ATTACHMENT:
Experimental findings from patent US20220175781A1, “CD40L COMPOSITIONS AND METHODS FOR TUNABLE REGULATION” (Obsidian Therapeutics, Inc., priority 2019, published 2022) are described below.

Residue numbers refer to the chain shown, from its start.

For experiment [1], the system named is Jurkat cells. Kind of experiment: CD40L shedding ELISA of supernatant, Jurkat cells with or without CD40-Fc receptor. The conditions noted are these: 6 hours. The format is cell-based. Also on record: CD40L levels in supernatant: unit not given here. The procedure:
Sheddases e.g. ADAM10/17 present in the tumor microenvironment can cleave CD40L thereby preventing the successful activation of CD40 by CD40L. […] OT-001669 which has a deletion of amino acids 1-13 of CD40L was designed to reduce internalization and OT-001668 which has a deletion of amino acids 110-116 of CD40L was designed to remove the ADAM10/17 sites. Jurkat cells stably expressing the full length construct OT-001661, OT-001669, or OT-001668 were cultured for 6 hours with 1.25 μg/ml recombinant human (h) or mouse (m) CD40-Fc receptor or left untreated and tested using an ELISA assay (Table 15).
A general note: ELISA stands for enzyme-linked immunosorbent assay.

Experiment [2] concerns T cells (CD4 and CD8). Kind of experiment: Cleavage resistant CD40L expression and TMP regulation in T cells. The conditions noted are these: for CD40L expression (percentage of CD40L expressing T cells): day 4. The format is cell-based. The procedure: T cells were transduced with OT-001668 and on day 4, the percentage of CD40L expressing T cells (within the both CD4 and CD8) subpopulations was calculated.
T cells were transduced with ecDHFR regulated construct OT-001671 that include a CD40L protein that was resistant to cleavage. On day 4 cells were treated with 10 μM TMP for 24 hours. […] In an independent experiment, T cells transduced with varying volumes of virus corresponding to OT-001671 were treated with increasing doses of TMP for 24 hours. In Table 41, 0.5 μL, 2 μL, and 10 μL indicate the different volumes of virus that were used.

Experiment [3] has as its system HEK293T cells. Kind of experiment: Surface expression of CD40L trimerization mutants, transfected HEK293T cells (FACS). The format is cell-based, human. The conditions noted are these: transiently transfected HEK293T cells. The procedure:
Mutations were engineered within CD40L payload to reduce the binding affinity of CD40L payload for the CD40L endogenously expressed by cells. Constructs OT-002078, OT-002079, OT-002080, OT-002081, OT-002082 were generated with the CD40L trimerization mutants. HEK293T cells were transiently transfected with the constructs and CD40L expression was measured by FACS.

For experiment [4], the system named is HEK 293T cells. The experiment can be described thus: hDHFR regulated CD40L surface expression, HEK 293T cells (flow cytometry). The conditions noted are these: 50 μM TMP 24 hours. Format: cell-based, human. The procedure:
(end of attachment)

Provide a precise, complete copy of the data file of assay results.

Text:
Experimental findings from patent US20220175781A1, “CD40L COMPOSITIONS AND METHODS FOR TUNABLE REGULATION” (Obsidian Therapeutics, Inc., priority 2019, published 2022) are described below.

Residue numbers refer to the chain shown, from its start.

For experiment [1], the system named is Jurkat cells. Kind of experiment: CD40L shedding ELISA of supernatant, Jurkat cells with or without CD40-Fc receptor. The conditions noted are these: 6 hours. The format is cell-based. Also on record: CD40L levels in supernatant: unit not given here. The procedure:
Sheddases e.g. ADAM10/17 present in the tumor microenvironment can cleave CD40L thereby preventing the successful activation of CD40 by CD40L. […] OT-001669 which has a deletion of amino acids 1-13 of CD40L was designed to reduce internalization and OT-001668 which has a deletion of amino acids 110-116 of CD40L was designed to remove the ADAM10/17 sites. Jurkat cells stably expressing the full length construct OT-001661, OT-001669, or OT-001668 were cultured for 6 hours with 1.25 μg/ml recombinant human (h) or mouse (m) CD40-Fc receptor or left untreated and tested using an ELISA assay (Table 15).
A general note: ELISA stands for enzyme-linked immunosorbent assay.

Experiment [2] concerns T cells (CD4 and CD8). Kind of experiment: Cleavage resistant CD40L expression and TMP regulation in T cells. The conditions noted are these: for CD40L expression (percentage of CD40L expressing T cells): day 4. The format is cell-based. The procedure: T cells were transduced with OT-001668 and on day 4, the percentage of CD40L expressing T cells (within the both CD4 and CD8) subpopulations was calculated.
T cells were transduced with ecDHFR regulated construct OT-001671 that include a CD40L protein that was resistant to cleavage. On day 4 cells were treated with 10 μM TMP for 24 hours. […] In an independent experiment, T cells transduced with varying volumes of virus corresponding to OT-001671 were treated with increasing doses of TMP for 24 hours. In Table 41, 0.5 μL, 2 μL, and 10 μL indicate the different volumes of virus that were used.

Experiment [3] has as its system HEK293T cells. Kind of experiment: Surface expression of CD40L trimerization mutants, transfected HEK293T cells (FACS). The format is cell-based, human. The conditions noted are these: transiently transfected HEK293T cells. The procedure:
Mutations were engineered within CD40L payload to reduce the binding affinity of CD40L payload for the CD40L endogenously expressed by cells. Constructs OT-002078, OT-002079, OT-002080, OT-002081, OT-002082 were generated with the CD40L trimerization mutants. HEK293T cells were transiently transfected with the constructs and CD40L expression was measured by FACS.

For experiment [4], the system named is HEK 293T cells. The experiment can be described thus: hDHFR regulated CD40L surface expression, HEK 293T cells (flow cytometry). The conditions noted are these: 50 μM TMP 24 hours. Format: cell-based, human. The procedure: